Society

Art of small things

Green consort Lalitha and her granddaughter trimming the leaves; (right) a 35-year-old bonsai Bodhi is one of the oldest plants in Lalitha’s backyard

Green consort Lalitha and her granddaughter trimming the leaves; (right) a 35-year-old bonsai Bodhi is one of the oldest plants in Lalitha’s backyard  

Meet P Lalitha, one of the pioneers of bonsai gardening in the city

“My father introduced me to gardening. He had a taxi business and each time one of his taxis went to a new city, he would bring a new plant home,” says P Lalitha, a bonsai gardener.

About 13 years ago, she attended a three-day bonsai gardening workshop in the city. Since then her connection with flora and fauna has grown deeper. She has more than 400 plants in her home’s backyard and on her terrace.

These belong to 100 different varieties and also includes the 35-year-old Bodhi bonsai plant which is the oldest in her collection.

Catseye and China Pear are the latest additions to her garden.

Lalitha feels patience is the key to gardening. “I planted a lotus bud two years ago, and finally, now we can see a violet lotus budding,” she adds. In 2014, her resolve was truly tested when Cyclone Hudhud left a devastating trail in the city with no water or electricity for five days. “Many plants vanished in the cyclone; but the ones that remained, I made sure they were watered regularly. I drew five buckets of water from the borewell for five days to water my plants.”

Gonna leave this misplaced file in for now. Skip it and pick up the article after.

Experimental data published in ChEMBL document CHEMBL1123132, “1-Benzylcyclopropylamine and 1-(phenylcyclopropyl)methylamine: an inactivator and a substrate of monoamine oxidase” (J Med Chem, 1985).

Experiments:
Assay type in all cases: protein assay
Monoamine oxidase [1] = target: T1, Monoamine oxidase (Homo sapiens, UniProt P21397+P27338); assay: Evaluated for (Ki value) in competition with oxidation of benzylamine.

Lalitha makes it a point to spend at least two hours every day with her plants.

“When working with plants I forget about myself. I feel it’s important to experience selflessness,” she says. Over the years, Lalitha has built a relationship with her plants . She says, “Every time I go for a vacation, despite someone watering them, some of them don’t survive.” Earlier this month, the trees on her street were being cut down as the road was being broadened. She gave shelter to four such trees, and now, she is working on them to resize them to a bonsai. Lalitha feels that gardens add charm to a house and gardening is a great stress buster.

When she started bonsai gardening, the city didn’t have the specific tools required for it. However, the times have now changed and there has been an increase in the interest for gardening.

In 2009, plant enthusiasts in the city formed Visakha Bonsai Society, which helps beginners understand types of soil, plants, pots and shapes.

The society, which was started with just a handful of members, has today grown to accommodate 60 members. They meet every alternate Saturday and have biannual meetings, where they bring bonsai masters from across India to share their knowledge. “I often gift them to my friends,” says Lalitha and adds, “This has been the best way to advocate gardening.” The beauty of miniature plants is hard to resist.

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Printable version | Apr 3, 2020 11:48:47 PM | https://www.thehindu.com/society/art-of-small-things/article24152279.ece

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